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Transcript of Subarctic people
Lightweight, birchbark canoes were used in the summer and were used for travelling. In winter, they travelled on the frozen rivers or across country with their rawhide and wood snowshoes and wooden toboggans. Q: What did they make? Q: What did they eat? Rite of passage is when a boy spent up to four days alone in the forest without food or water.His mind,body, and spirit were thought to become connected, and his guardian spirit, usually an animal, was revealed to him.
While he waited for his vision, he learned about the world by watching everything around him. Q: What is rite of passage? By: Gloria, Adela, Tom Subarctic A: The Subarctic people occupied a majority of Canada from Yukon to Newfoundland, including parts of seven provinces and two territories. Subarctic people speak Algonquian. Nations included the Cree, Ojibwa and Innu. The density of the Subarctic human population was among the lowest in the world. The entire area probably had as few as 60 000 people. Weather changes were extreme and hunting game animals depended on seasons and were scarce, making life hard for many. Their peoples were fishermen, hunters and gatherers. Picture of the Subarctic Q.Who they were? Q:What did they live in? A:They lived in wigwams which were covered with bark or rush mats. A picture of a Wigwam Environment Three-quarters of the area lay on the Canadian Shield,
Hudson Bay and Mackenzie River Lowlands. It is full of lakes and
rivers. Winters were long and harsh but forest cover and
snow provided shelter for people and animals. Temperature often reaches -40°c in winter but can rise to 30°c in summer. Canadian Shield is orange! Let's follow the footprint of the Subarctic!! AAAGGGTTT Picture of the canoe. Q: What was their transportation? Their transportation was canoes(summer), snowshoes and toboggans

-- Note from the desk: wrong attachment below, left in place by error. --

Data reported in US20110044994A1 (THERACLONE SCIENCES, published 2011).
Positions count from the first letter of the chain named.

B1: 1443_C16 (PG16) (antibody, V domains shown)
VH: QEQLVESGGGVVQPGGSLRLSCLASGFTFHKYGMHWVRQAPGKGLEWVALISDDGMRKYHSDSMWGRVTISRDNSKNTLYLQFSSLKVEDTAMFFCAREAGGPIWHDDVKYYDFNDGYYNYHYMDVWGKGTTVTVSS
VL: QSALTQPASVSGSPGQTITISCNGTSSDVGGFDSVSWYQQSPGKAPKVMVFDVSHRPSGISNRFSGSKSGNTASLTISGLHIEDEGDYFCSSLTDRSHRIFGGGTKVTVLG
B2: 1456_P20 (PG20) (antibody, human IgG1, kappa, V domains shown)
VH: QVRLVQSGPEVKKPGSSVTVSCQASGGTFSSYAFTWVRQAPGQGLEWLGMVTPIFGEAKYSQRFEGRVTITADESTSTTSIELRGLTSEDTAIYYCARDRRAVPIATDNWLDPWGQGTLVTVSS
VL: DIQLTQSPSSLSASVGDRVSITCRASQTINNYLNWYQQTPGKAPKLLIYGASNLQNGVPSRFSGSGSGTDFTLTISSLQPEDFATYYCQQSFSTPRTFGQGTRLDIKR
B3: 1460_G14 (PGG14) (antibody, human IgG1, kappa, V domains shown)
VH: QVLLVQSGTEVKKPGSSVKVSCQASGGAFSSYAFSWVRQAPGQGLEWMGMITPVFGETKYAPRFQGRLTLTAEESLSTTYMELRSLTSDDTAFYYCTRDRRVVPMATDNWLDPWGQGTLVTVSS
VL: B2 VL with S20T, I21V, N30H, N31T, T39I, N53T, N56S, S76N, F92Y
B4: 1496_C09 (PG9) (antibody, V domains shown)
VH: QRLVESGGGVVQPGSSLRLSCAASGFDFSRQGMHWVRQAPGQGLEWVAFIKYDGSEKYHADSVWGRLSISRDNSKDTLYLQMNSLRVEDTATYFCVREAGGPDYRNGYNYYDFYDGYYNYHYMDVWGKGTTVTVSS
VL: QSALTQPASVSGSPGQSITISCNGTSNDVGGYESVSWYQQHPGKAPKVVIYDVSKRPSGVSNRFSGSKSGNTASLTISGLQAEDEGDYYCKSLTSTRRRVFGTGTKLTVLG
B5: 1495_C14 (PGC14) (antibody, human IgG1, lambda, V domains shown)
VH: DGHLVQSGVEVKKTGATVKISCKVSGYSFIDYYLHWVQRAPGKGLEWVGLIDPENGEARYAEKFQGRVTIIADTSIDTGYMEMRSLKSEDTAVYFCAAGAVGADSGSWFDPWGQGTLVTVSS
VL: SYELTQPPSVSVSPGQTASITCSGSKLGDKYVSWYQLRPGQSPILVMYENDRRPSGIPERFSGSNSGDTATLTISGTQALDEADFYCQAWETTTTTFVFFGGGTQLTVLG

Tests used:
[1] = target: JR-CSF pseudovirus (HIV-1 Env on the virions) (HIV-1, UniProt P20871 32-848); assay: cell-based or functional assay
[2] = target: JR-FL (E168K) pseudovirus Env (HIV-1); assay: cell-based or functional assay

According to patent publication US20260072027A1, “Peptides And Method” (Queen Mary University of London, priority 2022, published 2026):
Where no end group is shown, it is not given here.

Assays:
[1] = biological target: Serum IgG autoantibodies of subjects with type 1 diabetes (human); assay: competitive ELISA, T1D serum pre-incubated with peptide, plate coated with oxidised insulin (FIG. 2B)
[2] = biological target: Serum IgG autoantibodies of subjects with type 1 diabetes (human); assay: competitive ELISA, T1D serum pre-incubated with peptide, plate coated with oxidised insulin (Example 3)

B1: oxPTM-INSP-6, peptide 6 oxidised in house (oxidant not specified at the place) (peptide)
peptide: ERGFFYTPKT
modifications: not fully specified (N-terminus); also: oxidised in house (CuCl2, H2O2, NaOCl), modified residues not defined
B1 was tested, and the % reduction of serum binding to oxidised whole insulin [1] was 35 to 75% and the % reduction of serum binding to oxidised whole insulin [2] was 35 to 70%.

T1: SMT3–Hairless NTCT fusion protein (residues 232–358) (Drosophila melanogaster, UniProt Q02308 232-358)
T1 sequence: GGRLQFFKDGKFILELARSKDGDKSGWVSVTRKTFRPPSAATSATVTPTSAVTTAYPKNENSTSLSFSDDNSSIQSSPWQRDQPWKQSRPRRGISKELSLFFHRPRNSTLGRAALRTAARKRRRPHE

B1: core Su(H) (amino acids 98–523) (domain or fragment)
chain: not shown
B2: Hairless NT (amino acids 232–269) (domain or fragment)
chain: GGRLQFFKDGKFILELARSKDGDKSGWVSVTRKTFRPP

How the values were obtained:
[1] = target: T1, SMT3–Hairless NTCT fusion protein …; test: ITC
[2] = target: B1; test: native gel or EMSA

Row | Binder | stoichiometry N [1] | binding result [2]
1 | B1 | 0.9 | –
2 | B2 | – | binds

(winter), Canoes were used for fishing. Snowshoes were used for walking easily in snow. And toboggans were used for travelling. Picture of the toboggon Family The family unit was bighly valued among the Subaractic
peoples. Each family was independent. But usually guouped
with another family for huntig and ceremany purpose. A
young man usually lived at first with his wife's parents then
established his own residence and then wealth permitting, he
obtained additional wives. Picture of the snowshoes They ate plants routes, moose, deer, beaver, elk, rabbits, maple syrup and birds. Picture of the deer Picture of the elk - Clothing Northern forest natives wore soft-tanned hide moccasins, leggings, shirts and coats in the summer. A short Vtailed summer slippover caribou skin tunic was worn by the Pacific Athapascans and was decorated with dyed porcupine quills, dentalium and beads made from seeds. Sometimes leggings with moccasins were attached to the slippover. Winter sleeping robes were made of rabbit skins cut into strips twisted and woven together. Picture of the Subarctic clothes - Hunting tools Hunters used bows, arrows, traps, snares, and deadfalls. For hunting caribou, a drift fence and pound were used. Women were skilled in preparing meat for drying hide, tanning, sewing, cooking and making storage containers made of skins or birchbark. They also used coiled spruce root for basketry and made fishnets from willow baste or birch. Picture of the hunting tools Quiz time!! Q: What is rite of passage?? Q: How many quarters of the area lay on the Canadian Shield?? Q: What were the Subarctic people's jobs?? THE END Answer time!! 1A: 3 quarters. 2A: Boy spent up to four
days in the forest without water and any food. 3A: Fishermen, hunter and gather. and